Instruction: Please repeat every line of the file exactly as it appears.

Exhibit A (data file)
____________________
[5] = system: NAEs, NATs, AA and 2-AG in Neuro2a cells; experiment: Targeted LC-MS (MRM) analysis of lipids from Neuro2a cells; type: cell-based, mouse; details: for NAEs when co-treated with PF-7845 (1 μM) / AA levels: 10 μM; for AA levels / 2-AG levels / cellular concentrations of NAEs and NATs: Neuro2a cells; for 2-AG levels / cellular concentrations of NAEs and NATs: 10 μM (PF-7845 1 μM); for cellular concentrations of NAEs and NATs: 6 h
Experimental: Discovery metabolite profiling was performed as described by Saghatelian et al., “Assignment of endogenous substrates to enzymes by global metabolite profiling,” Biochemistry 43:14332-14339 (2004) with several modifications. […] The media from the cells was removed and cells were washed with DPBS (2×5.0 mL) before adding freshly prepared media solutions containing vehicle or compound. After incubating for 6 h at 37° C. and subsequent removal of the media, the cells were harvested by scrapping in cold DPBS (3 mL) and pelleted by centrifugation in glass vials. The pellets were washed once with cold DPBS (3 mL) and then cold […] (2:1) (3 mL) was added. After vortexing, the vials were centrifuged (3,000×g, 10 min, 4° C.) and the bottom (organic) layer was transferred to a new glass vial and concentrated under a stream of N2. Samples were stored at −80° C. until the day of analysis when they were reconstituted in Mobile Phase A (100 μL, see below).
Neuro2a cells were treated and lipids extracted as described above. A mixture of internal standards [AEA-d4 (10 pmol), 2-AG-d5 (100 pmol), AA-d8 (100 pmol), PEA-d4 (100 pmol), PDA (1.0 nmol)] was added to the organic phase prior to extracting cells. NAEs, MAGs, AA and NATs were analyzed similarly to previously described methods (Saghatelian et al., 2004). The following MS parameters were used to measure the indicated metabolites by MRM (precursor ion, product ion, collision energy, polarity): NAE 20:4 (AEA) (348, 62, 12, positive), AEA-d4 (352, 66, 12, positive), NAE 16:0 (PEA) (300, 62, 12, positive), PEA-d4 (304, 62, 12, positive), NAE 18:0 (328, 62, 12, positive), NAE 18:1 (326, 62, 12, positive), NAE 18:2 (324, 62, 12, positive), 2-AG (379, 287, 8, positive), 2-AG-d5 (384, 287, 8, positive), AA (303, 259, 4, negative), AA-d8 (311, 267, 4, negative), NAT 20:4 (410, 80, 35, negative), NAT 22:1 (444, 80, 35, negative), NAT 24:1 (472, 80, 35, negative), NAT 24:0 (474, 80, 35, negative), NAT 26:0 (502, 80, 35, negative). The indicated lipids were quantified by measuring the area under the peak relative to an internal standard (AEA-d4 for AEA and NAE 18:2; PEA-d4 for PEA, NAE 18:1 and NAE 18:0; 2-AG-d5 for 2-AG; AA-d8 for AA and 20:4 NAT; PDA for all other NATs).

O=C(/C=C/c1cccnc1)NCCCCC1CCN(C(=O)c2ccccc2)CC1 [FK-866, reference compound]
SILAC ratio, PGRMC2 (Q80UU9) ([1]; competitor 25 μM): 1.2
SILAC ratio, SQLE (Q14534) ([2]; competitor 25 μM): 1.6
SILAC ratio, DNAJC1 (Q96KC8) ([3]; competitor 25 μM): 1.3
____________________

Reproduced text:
[5] = system: NAEs, NATs, AA and 2-AG in Neuro2a cells; experiment: Targeted LC-MS (MRM) analysis of lipids from Neuro2a cells; type: cell-based, mouse; details: for NAEs when co-treated with PF-7845 (1 μM) / AA levels: 10 μM; for AA levels / 2-AG levels / cellular concentrations of NAEs and NATs: Neuro2a cells; for 2-AG levels / cellular concentrations of NAEs and NATs: 10 μM (PF-7845 1 μM); for cellular concentrations of NAEs and NATs: 6 h
Experimental: Discovery metabolite profiling was performed as described by Saghatelian et al., “Assignment of endogenous substrates to enzymes by global metabolite profiling,” Biochemistry 43:14332-14339 (2004) with several modifications. […] The media from the cells was removed and cells were washed with DPBS (2×5.0 mL) before adding freshly prepared media solutions containing vehicle or compound. After incubating for 6 h at 37° C. and subsequent removal of the media, the cells were harvested by scrapping in cold DPBS (3 mL) and pelleted by centrifugation in glass vials. The pellets were washed once with cold DPBS (3 mL) and then cold […] (2:1) (3 mL) was added. After vortexing, the vials were centrifuged (3,000×g, 10 min, 4° C.) and the bottom (organic) layer was transferred to a new glass vial and concentrated under a stream of N2. Samples were stored at −80° C. until the day of analysis when they were reconstituted in Mobile Phase A (100 μL, see below).
Neuro2a cells were treated and lipids extracted as described above. A mixture of internal standards [AEA-d4 (10 pmol), 2-AG-d5 (100 pmol), AA-d8 (100 pmol), PEA-d4 (100 pmol), PDA (1.0 nmol)] was added to the organic phase prior to extracting cells. NAEs, MAGs, AA and NATs were analyzed similarly to previously described methods (Saghatelian et al., 2004). The following MS parameters were used to measure the indicated metabolites by MRM (precursor ion, product ion, collision energy, polarity): NAE 20:4 (AEA) (348, 62, 12, positive), AEA-d4 (352, 66, 12, positive), NAE 16:0 (PEA) (300, 62, 12, positive), PEA-d4 (304, 62, 12, positive), NAE 18:0 (328, 62, 12, positive), NAE 18:1 (326, 62, 12, positive), NAE 18:2 (324, 62, 12, positive), 2-AG (379, 287, 8, positive), 2-AG-d5 (384, 287, 8, positive), AA (303, 259, 4, negative), AA-d8 (311, 267, 4, negative), NAT 20:4 (410, 80, 35, negative), NAT 22:1 (444, 80, 35, negative), NAT 24:1 (472, 80, 35, negative), NAT 24:0 (474, 80, 35, negative), NAT 26:0 (502, 80, 35, negative). The indicated lipids were quantified by measuring the area under the peak relative to an internal standard (AEA-d4 for AEA and NAE 18:2; PEA-d4 for PEA, NAE 18:1 and NAE 18:0; 2-AG-d5 for 2-AG; AA-d8 for AA and 20:4 NAT; PDA for all other NATs).

O=C(/C=C/c1cccnc1)NCCCCC1CCN(C(=O)c2ccccc2)CC1 [FK-866, reference compound]
SILAC ratio, PGRMC2 (Q80UU9) ([1]; competitor 25 μM): 1.2
SILAC ratio, SQLE (Q14534) ([2]; competitor 25 μM): 1.6
SILAC ratio, DNAJC1 (Q96KC8) ([3]; competitor 25 μM): 1.3